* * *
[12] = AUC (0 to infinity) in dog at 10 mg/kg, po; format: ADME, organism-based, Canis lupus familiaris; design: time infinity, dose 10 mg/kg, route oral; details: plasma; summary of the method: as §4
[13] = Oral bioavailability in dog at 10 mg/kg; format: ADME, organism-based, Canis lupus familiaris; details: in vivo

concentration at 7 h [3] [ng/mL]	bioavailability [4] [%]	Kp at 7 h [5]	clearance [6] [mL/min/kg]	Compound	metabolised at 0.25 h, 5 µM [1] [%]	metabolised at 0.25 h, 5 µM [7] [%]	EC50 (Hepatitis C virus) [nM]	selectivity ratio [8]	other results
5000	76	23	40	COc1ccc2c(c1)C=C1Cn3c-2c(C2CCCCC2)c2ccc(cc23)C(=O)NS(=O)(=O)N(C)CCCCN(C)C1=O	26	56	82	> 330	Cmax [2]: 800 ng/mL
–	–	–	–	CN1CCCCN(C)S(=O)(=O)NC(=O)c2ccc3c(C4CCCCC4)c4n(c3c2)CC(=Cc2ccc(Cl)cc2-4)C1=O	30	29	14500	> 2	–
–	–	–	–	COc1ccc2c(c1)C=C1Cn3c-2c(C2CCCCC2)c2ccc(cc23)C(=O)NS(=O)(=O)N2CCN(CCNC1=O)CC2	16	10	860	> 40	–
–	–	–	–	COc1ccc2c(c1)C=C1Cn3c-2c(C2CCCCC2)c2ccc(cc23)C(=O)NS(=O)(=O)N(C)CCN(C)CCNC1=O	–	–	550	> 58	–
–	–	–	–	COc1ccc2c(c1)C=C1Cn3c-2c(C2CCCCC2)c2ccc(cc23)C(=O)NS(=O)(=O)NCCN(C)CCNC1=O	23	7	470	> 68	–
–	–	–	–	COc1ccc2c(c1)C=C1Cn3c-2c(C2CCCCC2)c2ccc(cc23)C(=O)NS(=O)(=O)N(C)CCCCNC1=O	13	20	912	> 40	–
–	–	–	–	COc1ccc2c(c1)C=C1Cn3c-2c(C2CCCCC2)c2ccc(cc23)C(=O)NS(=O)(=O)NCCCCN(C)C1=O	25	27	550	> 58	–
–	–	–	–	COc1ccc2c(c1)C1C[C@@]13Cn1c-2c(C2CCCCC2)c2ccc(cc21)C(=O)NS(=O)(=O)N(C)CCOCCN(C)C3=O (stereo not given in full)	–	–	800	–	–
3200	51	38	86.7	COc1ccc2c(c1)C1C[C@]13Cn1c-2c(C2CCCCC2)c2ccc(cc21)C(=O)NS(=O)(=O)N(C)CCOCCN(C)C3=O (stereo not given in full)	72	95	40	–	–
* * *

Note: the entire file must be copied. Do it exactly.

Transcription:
[12] = AUC (0 to infinity) in dog at 10 mg/kg, po; format: ADME, organism-based, Canis lupus familiaris; design: time infinity, dose 10 mg/kg, route oral; details: plasma; summary of the method: as §4
[13] = Oral bioavailability in dog at 10 mg/kg; format: ADME, organism-based, Canis lupus familiaris; details: in vivo

concentration at 7 h [3] [ng/mL]	bioavailability [4] [%]	Kp at 7 h [5]	clearance [6] [mL/min/kg]	Compound	metabolised at 0.25 h, 5 µM [1] [%]	metabolised at 0.25 h, 5 µM [7] [%]	EC50 (Hepatitis C virus) [nM]	selectivity ratio [8]	other results
5000	76	23	40	COc1ccc2c(c1)C=C1Cn3c-2c(C2CCCCC2)c2ccc(cc23)C(=O)NS(=O)(=O)N(C)CCCCN(C)C1=O	26	56	82	> 330	Cmax [2]: 800 ng/mL
–	–	–	–	CN1CCCCN(C)S(=O)(=O)NC(=O)c2ccc3c(C4CCCCC4)c4n(c3c2)CC(=Cc2ccc(Cl)cc2-4)C1=O	30	29	14500	> 2	–
–	–	–	–	COc1ccc2c(c1)C=C1Cn3c-2c(C2CCCCC2)c2ccc(cc23)C(=O)NS(=O)(=O)N2CCN(CCNC1=O)CC2	16	10	860	> 40	–
–	–	–	–	COc1ccc2c(c1)C=C1Cn3c-2c(C2CCCCC2)c2ccc(cc23)C(=O)NS(=O)(=O)N(C)CCN(C)CCNC1=O	–	–	550	> 58	–
–	–	–	–	COc1ccc2c(c1)C=C1Cn3c-2c(C2CCCCC2)c2ccc(cc23)C(=O)NS(=O)(=O)NCCN(C)CCNC1=O	23	7	470	> 68	–
–	–	–	–	COc1ccc2c(c1)C=C1Cn3c-2c(C2CCCCC2)c2ccc(cc23)C(=O)NS(=O)(=O)N(C)CCCCNC1=O	13	20	912	> 40	–
–	–	–	–	COc1ccc2c(c1)C=C1Cn3c-2c(C2CCCCC2)c2ccc(cc23)C(=O)NS(=O)(=O)NCCCCN(C)C1=O	25	27	550	> 58	–
–	–	–	–	COc1ccc2c(c1)C1C[C@@]13Cn1c-2c(C2CCCCC2)c2ccc(cc21)C(=O)NS(=O)(=O)N(C)CCOCCN(C)C3=O (stereo not given in full)	–	–	800	–	–
3200	51	38	86.7	COc1ccc2c(c1)C1C[C@]13Cn1c-2c(C2CCCCC2)c2ccc(cc21)C(=O)NS(=O)(=O)N(C)CCOCCN(C)C3=O (stereo not given in full)	72	95	40	–	–